• I made a sweater/coat for myself out of Noro and my (adult) son loved it and asked me to make him one, too. So, of course I did. Can never have too much of Noro!

  • Your sweater is beautiful and I love the blue shade.

    Stacy at Very Pink Knits did a video tutorial of German Short Rows. If you haven’t looked at it already, you should take a peak. She usually breaks things down very well and you can really see what is going on.

    Best of luck.

  • I have used Noro before to make a lovely shawl. I hope to win the yarn and book and make another shawl for a near and dear friend. I love the feel and texture of the yarn and the quality is always the best.

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  • Oh Ann! You sound so dejected on this post that I felt I had to leave a comment here too, as well as on the very tempting Noro giveaway.
    Love the way your new sweater is turning out.

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  • Welcome back. Your instagram posts were great but did not allow for both Beatles and Red Hot Chili Peppers reference in the span of several paragraphs. You were missed!

  • Brava, Rev Emily!!
    I reread J Alfred Prufrock this morning because of this post. I must say that reading the poem at the age of 68 was entirely different than reading it at 20 ( and listening to the others planning skinny dipping, or at least going to the pub instead of reading poems). Thanks for the lit lesson.
    I’ve had knitting projects that seem dull compared to the ‘new yarn’ sitting on the shelf , too. The sweater looks wonderful.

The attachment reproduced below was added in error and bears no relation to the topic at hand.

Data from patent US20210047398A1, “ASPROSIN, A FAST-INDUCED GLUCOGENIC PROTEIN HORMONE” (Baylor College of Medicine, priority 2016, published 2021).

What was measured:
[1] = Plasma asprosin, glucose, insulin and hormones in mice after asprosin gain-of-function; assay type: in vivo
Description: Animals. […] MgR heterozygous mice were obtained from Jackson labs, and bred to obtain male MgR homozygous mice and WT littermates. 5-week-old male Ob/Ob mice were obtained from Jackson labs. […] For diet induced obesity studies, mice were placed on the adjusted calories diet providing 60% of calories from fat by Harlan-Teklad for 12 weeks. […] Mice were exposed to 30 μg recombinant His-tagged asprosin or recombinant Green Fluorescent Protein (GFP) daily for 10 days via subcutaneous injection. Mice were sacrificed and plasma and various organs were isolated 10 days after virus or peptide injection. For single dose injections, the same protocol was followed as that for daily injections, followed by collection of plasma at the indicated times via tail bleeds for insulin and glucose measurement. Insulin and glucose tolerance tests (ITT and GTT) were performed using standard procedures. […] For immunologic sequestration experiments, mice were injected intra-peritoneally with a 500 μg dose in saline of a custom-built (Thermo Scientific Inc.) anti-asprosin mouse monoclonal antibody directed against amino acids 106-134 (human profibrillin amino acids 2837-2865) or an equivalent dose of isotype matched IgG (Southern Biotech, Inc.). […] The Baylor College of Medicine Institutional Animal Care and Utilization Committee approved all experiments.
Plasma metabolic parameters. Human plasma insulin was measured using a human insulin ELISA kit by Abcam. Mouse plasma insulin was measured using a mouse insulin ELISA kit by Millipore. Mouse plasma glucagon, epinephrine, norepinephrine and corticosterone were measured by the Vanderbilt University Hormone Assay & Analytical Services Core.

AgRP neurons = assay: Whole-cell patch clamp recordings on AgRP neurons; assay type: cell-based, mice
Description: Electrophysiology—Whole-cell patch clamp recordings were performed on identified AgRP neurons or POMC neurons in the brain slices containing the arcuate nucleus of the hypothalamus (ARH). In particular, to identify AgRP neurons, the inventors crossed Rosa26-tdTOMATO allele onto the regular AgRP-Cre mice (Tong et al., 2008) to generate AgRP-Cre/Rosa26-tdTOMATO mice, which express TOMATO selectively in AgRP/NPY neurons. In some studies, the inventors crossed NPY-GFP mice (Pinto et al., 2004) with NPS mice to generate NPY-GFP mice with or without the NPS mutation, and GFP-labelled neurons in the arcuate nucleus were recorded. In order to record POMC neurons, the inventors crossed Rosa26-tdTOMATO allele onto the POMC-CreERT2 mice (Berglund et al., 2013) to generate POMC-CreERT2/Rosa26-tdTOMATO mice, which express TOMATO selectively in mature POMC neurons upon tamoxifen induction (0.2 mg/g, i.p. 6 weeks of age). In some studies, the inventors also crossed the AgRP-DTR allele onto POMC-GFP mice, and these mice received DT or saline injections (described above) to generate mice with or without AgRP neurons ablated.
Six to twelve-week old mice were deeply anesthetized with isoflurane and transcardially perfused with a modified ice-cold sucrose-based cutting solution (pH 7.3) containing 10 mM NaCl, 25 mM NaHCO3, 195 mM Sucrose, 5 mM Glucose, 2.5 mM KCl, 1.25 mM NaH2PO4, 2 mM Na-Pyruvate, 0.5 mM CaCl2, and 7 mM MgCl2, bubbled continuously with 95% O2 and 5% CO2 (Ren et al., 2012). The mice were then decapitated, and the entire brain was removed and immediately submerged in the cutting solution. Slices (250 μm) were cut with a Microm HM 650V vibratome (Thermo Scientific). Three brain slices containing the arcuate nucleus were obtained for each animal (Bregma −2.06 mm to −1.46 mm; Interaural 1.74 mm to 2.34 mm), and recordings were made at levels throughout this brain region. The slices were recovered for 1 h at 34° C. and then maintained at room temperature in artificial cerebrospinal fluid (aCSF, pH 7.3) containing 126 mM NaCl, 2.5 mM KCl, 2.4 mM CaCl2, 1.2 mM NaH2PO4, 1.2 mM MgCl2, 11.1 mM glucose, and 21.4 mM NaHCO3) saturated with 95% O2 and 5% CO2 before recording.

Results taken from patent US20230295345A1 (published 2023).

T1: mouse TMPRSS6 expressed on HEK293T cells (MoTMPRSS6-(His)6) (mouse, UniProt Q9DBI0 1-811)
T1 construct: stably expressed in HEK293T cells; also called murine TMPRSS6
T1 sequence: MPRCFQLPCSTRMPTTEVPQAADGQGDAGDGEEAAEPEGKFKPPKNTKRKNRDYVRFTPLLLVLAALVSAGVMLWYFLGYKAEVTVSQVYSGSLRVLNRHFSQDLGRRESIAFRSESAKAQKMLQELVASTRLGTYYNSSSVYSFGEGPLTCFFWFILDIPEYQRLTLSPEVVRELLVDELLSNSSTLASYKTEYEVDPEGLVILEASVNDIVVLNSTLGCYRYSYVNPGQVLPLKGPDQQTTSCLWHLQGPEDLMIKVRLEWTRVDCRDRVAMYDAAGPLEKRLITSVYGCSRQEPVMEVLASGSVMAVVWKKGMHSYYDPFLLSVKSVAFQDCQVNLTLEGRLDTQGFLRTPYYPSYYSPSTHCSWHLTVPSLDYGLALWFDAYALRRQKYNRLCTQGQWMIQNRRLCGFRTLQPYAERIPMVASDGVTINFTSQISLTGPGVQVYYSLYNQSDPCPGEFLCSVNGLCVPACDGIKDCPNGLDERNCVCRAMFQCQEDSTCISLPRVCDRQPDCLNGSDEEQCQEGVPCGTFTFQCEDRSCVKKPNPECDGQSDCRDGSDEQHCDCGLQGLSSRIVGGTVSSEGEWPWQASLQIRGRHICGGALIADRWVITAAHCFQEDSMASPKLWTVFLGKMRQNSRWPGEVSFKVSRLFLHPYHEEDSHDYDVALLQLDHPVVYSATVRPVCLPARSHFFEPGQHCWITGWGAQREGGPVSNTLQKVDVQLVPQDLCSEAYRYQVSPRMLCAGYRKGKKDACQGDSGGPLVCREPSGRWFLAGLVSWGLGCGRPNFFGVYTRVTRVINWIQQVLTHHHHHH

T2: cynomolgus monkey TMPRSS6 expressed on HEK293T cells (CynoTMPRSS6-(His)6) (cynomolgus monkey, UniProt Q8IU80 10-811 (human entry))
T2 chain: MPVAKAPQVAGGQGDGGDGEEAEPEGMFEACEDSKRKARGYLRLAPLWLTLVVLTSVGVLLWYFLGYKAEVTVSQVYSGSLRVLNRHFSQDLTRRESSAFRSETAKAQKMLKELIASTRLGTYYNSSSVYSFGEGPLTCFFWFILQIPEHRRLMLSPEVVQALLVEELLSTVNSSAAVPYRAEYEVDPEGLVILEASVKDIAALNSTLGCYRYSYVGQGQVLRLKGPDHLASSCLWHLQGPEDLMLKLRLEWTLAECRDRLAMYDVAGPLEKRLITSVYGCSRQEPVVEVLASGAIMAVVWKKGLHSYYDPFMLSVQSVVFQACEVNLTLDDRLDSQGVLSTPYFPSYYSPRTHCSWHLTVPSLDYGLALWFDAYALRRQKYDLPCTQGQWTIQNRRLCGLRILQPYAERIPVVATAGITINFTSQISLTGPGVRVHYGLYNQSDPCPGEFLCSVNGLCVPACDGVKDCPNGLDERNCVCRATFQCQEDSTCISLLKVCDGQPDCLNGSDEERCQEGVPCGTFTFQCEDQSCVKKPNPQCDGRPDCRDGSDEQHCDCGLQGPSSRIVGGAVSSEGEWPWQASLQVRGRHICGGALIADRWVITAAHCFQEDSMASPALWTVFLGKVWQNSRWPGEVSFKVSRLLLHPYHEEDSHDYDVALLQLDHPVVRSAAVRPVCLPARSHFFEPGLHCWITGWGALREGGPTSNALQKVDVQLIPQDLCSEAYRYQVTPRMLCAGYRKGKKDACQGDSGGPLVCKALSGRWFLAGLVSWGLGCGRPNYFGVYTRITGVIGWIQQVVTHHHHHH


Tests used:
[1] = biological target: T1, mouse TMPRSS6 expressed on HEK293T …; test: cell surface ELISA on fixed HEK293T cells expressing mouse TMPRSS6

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  • I love Noro but haven’t knitted anything recently. I knitted a couple of great sweaters with a Noro that had the yarn wrapped with a shiny thread every so often. I haven’t seen it in years but still have a couple of balls. Have done scarves in Noro and would love to treat myself to a shawl in the lace weight. Thanks for doing this.

  • Love to read your posts!

  • I think German shortrows are the way to go! No? I’ve inly read about them & watched a video a while back but to me it seems no wraps to pick up (and to look funky) is a good thing. ?

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  • So happy you are back. So sorry I missed the Noro. Although my stash is already considerable.

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  • I got to use German short rows for the first time earlier in the year knitting a sideways constructed, striped cotton toddlers pinafore – they worked beautifully, absolutely no holes, and luckily none of the colours were too dark so able to see the different turn points, and the small size meant didn’t have large counts to keep track of. Funny thing was when someone asked me to show them how they worked a couple of weeks later I couldn’t remember! So keep the YouTube clip close……

  • I made a blanket using a log cabin patter….alternated with 3 different but similar color ways…loved the finished product